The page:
Your Are What You Eat
Our bodies contain similar nutrients to the food we eat. Therefore, depending on what kind of food we are consuming and the contents of that food, we are affecting our nutrient levels and over all, our health. On average, the human body is 6% minerals, carbohydrates, and other nutrients, 16% fat, 16% protein, and 62% water. Of course these percentages vary for every individual person depending on diet and lifestyle.
As mentioned above, it is important to eat a wide variety of foods from the five food groups to ensure that you are consuming all the different nutrients that your body needs. Eating one type of food may supply you with excess of a particular nutrient, but your body will be lacking other vital nutrients only obtainable from different foods. The saying, "You are what You Eat," isn't literally true because if you eat a hamburger, that doesn't make you a cow, however, your nutrient levels will equilibrate with that of the hamburger, or cow, that you are eating. Therefore, always make sure that you are putting healthy foods in your body because it doesn't just come in one end and go out the other. The foods you eat alter the nutrients in your body, making it very important to eat foods that will have a positive and beneficial impact on your body and your health. Almost everything is ok, in proportion. If you eat some ice cream or some candy every once in a while, it will not have a significantly detrimental impact on your health. However, if you eat large quantities of high-sugar foods, such as candy, you can continuously tax your system and eventually cause problems that can effect your health forever, such as Type 2 Diabetes. (Whitehead) It is important to make a habit of healthy eating. The more often you eat healthy, the easier it will be and the more you will start to enjoy healthy food over un-healthy food. It can be difficult sometimes to choose an apple over a candy bar and you don't always have to, but in the long run, your body will thank you for eating healthy.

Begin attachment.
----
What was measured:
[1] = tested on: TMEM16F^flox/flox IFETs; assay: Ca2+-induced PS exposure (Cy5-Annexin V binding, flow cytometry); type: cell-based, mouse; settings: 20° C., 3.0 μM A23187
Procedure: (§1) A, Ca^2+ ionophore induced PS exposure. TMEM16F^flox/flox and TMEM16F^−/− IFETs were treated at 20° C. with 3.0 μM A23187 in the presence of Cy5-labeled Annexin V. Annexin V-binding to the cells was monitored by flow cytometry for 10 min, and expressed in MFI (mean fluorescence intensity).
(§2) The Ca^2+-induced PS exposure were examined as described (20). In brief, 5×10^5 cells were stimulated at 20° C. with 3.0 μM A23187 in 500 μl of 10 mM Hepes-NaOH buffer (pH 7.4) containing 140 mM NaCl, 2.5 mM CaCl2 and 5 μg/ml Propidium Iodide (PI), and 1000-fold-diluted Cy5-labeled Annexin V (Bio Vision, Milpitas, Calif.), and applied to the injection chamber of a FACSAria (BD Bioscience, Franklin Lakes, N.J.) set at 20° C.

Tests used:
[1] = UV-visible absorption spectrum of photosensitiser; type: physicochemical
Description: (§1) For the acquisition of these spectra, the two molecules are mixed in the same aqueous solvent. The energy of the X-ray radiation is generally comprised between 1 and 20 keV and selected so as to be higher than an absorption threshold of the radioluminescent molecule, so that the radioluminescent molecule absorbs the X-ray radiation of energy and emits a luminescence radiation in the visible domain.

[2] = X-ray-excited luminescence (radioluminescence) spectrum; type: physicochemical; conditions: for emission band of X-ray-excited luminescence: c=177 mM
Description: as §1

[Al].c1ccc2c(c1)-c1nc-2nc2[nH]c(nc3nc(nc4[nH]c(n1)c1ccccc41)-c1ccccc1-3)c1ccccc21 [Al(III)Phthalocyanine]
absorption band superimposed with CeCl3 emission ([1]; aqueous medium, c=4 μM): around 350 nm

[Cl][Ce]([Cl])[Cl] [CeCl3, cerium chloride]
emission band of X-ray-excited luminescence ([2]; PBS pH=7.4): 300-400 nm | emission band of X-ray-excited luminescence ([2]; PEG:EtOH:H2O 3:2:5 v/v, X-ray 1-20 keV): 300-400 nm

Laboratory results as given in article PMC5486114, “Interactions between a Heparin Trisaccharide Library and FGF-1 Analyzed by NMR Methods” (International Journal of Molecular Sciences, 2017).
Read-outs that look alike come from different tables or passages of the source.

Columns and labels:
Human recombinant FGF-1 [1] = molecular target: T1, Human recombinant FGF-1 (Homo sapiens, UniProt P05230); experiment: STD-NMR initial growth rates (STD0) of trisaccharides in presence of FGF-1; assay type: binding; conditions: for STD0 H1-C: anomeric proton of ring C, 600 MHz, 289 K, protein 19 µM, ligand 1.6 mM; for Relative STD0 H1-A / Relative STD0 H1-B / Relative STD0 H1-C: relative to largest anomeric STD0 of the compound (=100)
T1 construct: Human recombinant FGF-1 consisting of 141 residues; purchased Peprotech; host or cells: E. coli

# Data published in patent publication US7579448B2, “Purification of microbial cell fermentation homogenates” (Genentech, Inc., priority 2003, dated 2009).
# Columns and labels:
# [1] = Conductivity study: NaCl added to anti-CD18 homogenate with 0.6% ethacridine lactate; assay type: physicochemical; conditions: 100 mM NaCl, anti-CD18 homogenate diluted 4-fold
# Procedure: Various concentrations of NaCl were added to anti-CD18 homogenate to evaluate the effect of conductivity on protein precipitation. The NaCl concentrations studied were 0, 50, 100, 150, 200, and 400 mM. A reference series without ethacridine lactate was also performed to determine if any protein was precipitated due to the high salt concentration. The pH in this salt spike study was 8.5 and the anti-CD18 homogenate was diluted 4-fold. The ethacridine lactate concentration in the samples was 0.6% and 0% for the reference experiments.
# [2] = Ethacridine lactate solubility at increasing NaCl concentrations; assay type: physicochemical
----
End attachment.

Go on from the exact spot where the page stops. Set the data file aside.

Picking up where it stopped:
We often don't think about the nutritional content of our food, but do some research and find out what you're really putting in your body when you eat certain foods. Awareness of the contents of our consumption is the first step in moving towards a healthier diet and therefore, a healthier body.
1. Whitehead, Ross D., Daniel Re, Dengke Xiao, Gozde Ozakinci, and David I. Perrett. "You Are What You Eat: Within-Subject Increases in Fruit and Vegetable Consumption Confer Beneficial Skin-Color Changes." PLoS ONE 7.3 (2012): n. pag. Web.
2. Manivannan, R. "You Are What You Eat: Salt Consumption and Hypertension." Public Health 118.1 (2004): 78. Web.